Middle East Eye

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Middle East Eye
MEE Logo.jpg
FoundedApril 2014
LocationLondon, United Kingdom
WebsiteMiddleEastEye.net

Middle East Eye (MEE) is a London-based online news outlet covering events in the Middle East. MEE describes itself as an "independently funded online news organization that was founded in April 2014". It seeks to be the primary portal of Middle East news, and describes its target audience as "all those communities of readers living in and around the region that care deeply for its fate".[1]

Organisation[edit]

MEE is edited by David Hearst, a former chief foreign leader writer for the British daily, The Guardian.[2] MEE is owned by Middle East Eye Ltd, a UK company incorporated in 2013. According to the news editor, Dania Akkad, most of the content is written by freelancers that approach Middle East Eye. MEE favour articles that highlight local people and local stories.[3]

It employs about 20 full-time staff in its London office. The director of Middle East Eye Ltd is Jamal Bessasso (whose surname is alternatively spelled Bassasso), a former director of planning and human resources at Al Jazeera.[citation needed]

Coverage[edit]

Middle East Eye covers a range of topics across the Middle East. According to its website, it reports on events in 22 different countries. Content is separated into different categories on its website including news, opinion and essays.[4]

Since the foundation of the media outlet, it has provided exclusives on a number of major events in the Middle East, which have often been picked up by other media outlets globally. This included providing details from leaked emails of Mohammed bin Salman and US officials contained in leaked email between Yousef Otaiba, the UAE's ambassador in Washington D.C. and Martin Indyk, the former US ambassador to Israel.[5] This revelation on 14 August 2017, led to other media outlets to print other material from the leaked emails.[6][7]

Notable contributors[edit]

Jamal Khashoggi[edit]

Jamal Khashoggi wrote for MEE prior to joining The Washington Post.[21][22]

According to a post on the MEE website, Khashoggi wrote for them over a period of two years. According to MEE, his op-eds were not credited to him at the time due to concerns for his safety because many of his articles for MEE are critical of Saudi Arabia and its policies, and Saudi Arabia's rift with Qatar.[21] Khashoggi, a Washington Post columnist was assassinated when he entered the Saudi consulate in Turkey on 2 October 2018. After initial denials, Saudi Arabia stated that he was killed by rogue assassins inside the consulate building with "premeditated intention".[23]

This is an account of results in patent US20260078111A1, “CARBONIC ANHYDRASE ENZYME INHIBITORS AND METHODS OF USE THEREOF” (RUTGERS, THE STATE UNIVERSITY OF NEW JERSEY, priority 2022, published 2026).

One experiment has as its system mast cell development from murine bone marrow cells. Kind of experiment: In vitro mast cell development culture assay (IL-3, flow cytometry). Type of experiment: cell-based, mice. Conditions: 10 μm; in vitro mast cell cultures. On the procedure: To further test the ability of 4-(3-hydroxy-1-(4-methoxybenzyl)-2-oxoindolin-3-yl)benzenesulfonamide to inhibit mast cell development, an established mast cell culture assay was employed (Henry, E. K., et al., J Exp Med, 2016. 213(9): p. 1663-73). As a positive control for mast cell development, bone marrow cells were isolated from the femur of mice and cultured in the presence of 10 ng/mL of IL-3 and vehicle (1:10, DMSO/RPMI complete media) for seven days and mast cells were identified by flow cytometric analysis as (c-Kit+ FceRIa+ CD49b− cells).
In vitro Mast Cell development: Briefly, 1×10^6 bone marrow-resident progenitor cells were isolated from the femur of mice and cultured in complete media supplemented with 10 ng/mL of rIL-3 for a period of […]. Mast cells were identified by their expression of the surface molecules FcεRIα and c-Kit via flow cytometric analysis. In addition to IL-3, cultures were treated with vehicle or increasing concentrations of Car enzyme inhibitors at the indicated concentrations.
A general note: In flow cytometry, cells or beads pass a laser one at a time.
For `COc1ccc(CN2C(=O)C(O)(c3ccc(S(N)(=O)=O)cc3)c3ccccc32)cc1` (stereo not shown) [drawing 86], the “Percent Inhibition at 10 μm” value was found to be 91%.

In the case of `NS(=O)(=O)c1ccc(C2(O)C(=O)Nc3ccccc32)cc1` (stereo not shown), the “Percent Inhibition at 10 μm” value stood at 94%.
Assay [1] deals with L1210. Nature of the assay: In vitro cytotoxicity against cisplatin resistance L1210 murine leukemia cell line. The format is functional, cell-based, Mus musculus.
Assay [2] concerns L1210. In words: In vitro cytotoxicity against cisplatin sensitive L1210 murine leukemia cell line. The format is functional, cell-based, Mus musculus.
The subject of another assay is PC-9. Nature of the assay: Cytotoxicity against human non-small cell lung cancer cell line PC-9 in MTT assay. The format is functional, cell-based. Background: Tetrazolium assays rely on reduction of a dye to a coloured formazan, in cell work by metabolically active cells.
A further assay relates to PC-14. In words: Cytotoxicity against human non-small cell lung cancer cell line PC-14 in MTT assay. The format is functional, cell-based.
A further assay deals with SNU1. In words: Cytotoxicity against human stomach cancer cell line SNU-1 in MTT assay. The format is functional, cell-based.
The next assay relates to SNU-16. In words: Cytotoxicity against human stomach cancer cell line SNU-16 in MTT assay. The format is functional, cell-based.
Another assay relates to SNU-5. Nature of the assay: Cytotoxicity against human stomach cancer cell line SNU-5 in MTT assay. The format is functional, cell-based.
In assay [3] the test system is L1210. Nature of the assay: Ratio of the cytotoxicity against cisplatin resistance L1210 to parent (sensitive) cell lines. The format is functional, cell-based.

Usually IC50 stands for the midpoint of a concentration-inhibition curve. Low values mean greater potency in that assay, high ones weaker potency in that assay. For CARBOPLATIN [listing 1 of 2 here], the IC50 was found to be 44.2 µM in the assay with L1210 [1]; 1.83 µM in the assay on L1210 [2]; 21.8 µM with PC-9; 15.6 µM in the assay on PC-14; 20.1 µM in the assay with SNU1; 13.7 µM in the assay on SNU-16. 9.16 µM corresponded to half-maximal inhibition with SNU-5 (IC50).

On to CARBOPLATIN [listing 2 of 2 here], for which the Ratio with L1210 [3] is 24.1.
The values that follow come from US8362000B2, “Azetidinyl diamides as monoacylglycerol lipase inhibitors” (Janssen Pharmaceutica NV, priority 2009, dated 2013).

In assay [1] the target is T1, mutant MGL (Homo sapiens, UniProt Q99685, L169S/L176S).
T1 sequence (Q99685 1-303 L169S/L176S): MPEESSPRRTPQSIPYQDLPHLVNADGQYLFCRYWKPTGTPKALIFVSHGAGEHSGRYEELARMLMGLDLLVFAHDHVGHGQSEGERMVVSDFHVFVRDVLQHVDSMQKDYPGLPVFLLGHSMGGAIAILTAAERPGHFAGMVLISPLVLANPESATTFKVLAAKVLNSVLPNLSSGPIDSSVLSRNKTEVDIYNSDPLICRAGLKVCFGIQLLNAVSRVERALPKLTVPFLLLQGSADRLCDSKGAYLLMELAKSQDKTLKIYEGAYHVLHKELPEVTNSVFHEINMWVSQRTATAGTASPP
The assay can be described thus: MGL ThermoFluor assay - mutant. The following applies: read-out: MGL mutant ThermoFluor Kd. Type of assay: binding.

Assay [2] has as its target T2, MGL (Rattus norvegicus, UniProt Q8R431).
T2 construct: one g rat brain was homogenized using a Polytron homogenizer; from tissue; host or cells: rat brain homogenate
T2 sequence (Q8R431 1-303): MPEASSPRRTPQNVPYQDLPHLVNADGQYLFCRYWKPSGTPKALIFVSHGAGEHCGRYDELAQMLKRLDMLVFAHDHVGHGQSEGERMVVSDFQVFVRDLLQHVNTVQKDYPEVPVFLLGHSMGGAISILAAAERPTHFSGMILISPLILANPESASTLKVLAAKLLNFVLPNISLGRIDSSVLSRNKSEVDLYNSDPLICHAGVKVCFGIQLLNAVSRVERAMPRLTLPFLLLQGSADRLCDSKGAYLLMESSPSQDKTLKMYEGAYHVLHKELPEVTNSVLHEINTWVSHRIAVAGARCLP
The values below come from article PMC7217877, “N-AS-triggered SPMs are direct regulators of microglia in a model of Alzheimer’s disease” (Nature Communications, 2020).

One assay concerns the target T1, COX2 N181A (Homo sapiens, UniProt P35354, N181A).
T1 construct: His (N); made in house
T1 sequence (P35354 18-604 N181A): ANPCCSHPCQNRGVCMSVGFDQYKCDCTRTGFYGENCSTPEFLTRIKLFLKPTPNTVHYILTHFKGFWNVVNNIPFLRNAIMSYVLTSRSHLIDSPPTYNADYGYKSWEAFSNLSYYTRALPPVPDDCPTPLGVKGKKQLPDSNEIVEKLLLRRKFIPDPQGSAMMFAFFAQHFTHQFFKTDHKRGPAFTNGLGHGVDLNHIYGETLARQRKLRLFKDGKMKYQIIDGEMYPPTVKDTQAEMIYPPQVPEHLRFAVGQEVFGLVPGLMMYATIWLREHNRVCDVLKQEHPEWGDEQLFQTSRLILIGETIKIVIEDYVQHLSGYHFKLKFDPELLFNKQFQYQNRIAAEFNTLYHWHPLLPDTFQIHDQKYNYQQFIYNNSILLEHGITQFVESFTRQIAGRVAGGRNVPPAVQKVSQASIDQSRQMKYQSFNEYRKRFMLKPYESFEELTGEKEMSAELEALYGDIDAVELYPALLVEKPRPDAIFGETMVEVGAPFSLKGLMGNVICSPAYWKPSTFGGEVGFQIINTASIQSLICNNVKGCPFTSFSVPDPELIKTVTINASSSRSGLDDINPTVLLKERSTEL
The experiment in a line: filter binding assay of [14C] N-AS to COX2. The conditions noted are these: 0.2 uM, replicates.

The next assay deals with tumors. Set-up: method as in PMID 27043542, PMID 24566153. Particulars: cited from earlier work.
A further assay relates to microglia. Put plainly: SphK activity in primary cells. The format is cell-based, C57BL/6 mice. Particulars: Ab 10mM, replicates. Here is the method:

Middle East tensions[edit]

Blocking[edit]

In 2016, the United Arab Emirates blocked the Middle East Eye in what was a countrywide ban. MEE says it contacted the UAE embassy in London for an explanation, but never received a response.[24] Saudi Arabia also blocked the website across the country in May 2017. Following protests against the President Abdel Fattah el-Sisi in September and October 2019, Egypt also blocked the website. [25]

2017-18 Qatar diplomatic crisis[edit]

In June 2017, Saudi Arabia, UAE, Egypt and Bahrain ended their diplomatic relationships with Qatar, followed by a list of 13 demands to restore diplomatic relations.[26][27][28] MEE was mentioned in one of the demands to be shut down by Qatar even though the news organisation denies receiving funds from them stating that 'the demand as an attempt to "extinguish any free voice which dares to question what they are doing."'[29] In a statement responding to the demand, the publication's editor-in-chief said "MEE covers the area without fear or favour, and we have carried reports critical of the Qatari authorities, for instance how workers from the subcontinent are treated on building projects for the 2022 World Cup.""[30][31]

Criticism and controversy[edit]

Hamas and Muslim Brotherhood[edit]

Michael Rubin, a former Pentagon official now working for the think tank American Enterprise Institute, believed that MEE and its chief editor David Hearst had exclusive access to Hamas news content in their articles.[32] According to Rubin, The Middle East Eye website was registered by a former employee of Interpal, which is a United Kingdom-based charity designated by the US Treasury Department as a financial supporter of Hamas.[32] He further claimed that Hearst had penned editorials praising and defending the Muslim Brotherhood.[32]

According to Samuel Tadros of the conservative American think tank, the Hudson Institute, MEE and Middle East Monitor were launched by Muslim Brotherhood affiliates as an alternative to the Qatari-based Al Jazeera to provide western readers with the Muslim Brotherhood point of view.[33]